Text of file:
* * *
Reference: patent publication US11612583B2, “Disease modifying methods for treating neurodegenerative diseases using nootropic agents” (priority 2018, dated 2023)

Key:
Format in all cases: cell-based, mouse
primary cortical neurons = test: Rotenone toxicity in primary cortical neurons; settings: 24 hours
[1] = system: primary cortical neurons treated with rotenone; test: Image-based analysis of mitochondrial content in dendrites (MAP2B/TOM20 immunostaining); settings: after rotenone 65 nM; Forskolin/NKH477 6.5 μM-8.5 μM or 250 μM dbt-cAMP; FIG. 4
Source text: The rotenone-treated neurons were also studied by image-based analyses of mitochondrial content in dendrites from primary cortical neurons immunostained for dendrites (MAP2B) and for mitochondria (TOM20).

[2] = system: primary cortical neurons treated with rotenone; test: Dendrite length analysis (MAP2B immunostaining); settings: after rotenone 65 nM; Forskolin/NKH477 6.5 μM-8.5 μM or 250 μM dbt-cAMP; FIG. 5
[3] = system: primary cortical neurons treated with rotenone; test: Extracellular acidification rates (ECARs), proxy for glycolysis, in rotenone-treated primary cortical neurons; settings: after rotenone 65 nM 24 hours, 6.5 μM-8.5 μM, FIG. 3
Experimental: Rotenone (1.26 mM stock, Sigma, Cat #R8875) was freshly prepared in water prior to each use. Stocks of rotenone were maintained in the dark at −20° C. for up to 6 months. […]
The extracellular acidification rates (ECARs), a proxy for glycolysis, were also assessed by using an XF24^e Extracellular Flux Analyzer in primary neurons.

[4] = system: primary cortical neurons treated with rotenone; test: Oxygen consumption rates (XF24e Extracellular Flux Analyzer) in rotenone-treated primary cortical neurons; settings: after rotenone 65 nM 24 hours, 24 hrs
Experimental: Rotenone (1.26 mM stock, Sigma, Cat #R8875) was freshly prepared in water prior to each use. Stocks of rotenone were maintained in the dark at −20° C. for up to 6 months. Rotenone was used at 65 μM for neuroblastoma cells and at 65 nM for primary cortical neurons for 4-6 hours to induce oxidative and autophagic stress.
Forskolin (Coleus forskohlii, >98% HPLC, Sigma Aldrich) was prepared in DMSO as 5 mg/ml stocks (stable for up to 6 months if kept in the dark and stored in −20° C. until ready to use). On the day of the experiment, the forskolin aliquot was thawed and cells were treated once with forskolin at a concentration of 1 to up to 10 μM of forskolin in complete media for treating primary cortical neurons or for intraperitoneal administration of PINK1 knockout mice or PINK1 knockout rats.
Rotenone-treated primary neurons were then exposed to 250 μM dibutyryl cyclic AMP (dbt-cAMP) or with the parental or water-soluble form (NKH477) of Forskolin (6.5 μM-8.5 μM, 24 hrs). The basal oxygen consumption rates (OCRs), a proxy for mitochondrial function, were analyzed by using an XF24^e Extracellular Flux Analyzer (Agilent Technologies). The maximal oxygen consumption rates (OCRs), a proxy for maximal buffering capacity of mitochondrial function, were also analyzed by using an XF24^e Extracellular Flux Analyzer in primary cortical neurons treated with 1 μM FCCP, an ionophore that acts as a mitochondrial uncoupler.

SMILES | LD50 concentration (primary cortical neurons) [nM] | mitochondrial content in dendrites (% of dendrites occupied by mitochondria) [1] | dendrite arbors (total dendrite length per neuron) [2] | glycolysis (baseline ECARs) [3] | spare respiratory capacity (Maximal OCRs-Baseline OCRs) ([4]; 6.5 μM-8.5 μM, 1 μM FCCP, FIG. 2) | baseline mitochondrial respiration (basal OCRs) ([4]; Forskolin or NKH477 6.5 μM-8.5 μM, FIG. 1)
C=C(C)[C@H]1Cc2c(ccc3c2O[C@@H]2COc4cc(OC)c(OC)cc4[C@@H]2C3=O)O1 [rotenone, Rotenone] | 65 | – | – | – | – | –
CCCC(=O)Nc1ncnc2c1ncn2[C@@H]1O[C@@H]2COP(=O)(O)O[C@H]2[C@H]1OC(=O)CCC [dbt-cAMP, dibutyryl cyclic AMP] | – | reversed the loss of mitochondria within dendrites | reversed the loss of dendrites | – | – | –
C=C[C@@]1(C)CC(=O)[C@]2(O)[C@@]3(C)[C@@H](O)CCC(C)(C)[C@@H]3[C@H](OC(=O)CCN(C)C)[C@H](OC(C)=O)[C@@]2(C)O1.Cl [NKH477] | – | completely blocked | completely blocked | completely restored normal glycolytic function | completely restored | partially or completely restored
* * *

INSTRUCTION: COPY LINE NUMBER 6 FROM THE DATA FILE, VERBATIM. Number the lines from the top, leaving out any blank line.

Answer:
Source text: The rotenone-treated neurons were also studied by image-based analyses of mitochondrial content in dendrites from primary cortical neurons immunostained for dendrites (MAP2B) and for mitochondria (TOM20).